Inconsistency with pietist views
A friend sent me the following question by email:
I replied as follows:
That is interesting. I have a pdf here that seems to indicate Prof. El-Gamal considers conventional loans non-permissible, by virtue of his discussion on permissible Islamic loans. Yet his blog asks the rhetorical question: is there really a difference? Am I missing something? http://www.ruf.rice.edu/~elgamal/files/primer.pdf
I replied as follows:
The primer was written from the vantage point of those in the Islamic finance industry. From that vantage point, interest-based loans are definitively a form of riba, and trade or lease-based alternatives are good "makharij shar`iyyah" (means of reaching a licit end -- in this case extension of credit -- without violating forbidden forms that were often used to harmful end -- i.e. usury).
In my academic writings (see, for instance the paper on economic explication of the prohibition of riba, and the paper on interest and the paradox of Islamic law and finance -- which discusses the Azhar fatwa, what constitutes a loan, what constitutes interest, and what constitutes riba), I alternate between this view and my view as an economist. That is, I alternate hats to uncover paradoxes in the classical juristic analysis.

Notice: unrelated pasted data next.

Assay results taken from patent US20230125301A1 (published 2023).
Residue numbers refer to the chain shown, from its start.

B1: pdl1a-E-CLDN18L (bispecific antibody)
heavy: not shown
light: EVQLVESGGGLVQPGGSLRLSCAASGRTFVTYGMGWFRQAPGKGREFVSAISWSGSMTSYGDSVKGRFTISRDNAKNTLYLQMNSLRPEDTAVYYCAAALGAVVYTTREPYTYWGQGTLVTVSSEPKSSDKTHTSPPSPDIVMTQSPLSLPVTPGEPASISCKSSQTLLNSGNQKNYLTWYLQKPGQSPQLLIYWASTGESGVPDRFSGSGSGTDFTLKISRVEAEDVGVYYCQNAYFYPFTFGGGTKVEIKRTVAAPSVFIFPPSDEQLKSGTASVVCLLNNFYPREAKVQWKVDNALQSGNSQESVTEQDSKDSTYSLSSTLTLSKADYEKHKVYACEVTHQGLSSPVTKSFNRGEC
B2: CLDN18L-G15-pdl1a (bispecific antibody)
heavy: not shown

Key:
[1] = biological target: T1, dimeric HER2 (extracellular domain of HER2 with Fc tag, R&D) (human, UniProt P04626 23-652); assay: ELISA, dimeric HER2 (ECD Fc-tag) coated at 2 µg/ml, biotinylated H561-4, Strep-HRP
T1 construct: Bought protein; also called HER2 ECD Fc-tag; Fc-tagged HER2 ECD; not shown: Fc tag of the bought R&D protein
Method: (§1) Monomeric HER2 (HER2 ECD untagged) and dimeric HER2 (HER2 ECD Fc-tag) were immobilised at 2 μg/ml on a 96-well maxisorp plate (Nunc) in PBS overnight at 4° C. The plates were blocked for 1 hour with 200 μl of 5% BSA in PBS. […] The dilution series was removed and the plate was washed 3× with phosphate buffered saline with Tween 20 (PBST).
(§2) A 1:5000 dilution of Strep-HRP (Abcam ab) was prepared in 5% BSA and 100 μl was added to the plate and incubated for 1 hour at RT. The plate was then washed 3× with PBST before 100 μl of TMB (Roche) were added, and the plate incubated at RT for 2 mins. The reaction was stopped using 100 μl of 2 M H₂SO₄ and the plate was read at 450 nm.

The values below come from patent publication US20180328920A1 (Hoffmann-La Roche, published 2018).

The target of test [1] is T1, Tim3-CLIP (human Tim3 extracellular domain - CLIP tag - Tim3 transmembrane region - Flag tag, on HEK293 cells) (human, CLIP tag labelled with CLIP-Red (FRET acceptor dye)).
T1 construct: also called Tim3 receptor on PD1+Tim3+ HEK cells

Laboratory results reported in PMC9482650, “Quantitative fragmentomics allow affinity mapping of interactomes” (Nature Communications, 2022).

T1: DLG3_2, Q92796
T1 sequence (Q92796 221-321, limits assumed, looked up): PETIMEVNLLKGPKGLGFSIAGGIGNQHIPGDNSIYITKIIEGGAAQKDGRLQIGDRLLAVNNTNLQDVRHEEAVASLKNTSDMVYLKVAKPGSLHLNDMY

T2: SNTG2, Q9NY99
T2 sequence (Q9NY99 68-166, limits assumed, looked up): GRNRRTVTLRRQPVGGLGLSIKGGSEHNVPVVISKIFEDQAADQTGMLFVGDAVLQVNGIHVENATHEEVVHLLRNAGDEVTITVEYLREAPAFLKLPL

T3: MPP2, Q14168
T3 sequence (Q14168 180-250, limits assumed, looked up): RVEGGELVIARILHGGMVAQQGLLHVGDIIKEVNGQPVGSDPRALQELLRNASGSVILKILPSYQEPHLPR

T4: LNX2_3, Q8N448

I guess [name] is uncomfortable with this approach, since religious issues are usually discussed in "black and white" fashion, and we expect every religious legal question to have one correct answer. That is far from obvious, of course, given the analysis, e.g. of Al-Amidi, and the famous example of "do not pray `asr except in the village of bani Quraydhah".
To recap: the primer was written for a pietist ISNA audience, to explain how Islamic finance addresses their concerns, and thus written from that vantage point. The bulk of my writings, on the other hand, tend to focus on substance rather than form, and to question the legitimacy of the pietist viewpoint adopted by Islamic finance, its jurists and its customers...
It is interesting in this regard that the pietist-minded exposition in the primer is widely read, but the critical analysis of its content isn't nearly as widely read. That would be like reading Al-Ghazali's _Maqasid al-Falasifa_, without reading _Tafafut al-Falasifah_, the latter part requiring the former and requiring its writing.
As for what I "consider permissible" or "consider non-permissible", that is totally irrelevant. For one thing, I am not a jurist, and therefore my opinions carry no juristic weight. Rather, I try to dissect the issue from different angles, challenge the assertions made by various parties, and hope that readers will make up their own minds... In most cases, those issues are best presented in the form of paradox, by switching from one vantage point to the other. That is a standard style, e.g. used by Martin Luther to communicate to his readers through paradoxes requiring resolution.
(Note: I do not mean to compare my meager contributions to those of Al-Ghazali or Martin Luther, only to suggest that their methodologies are useful to emulate).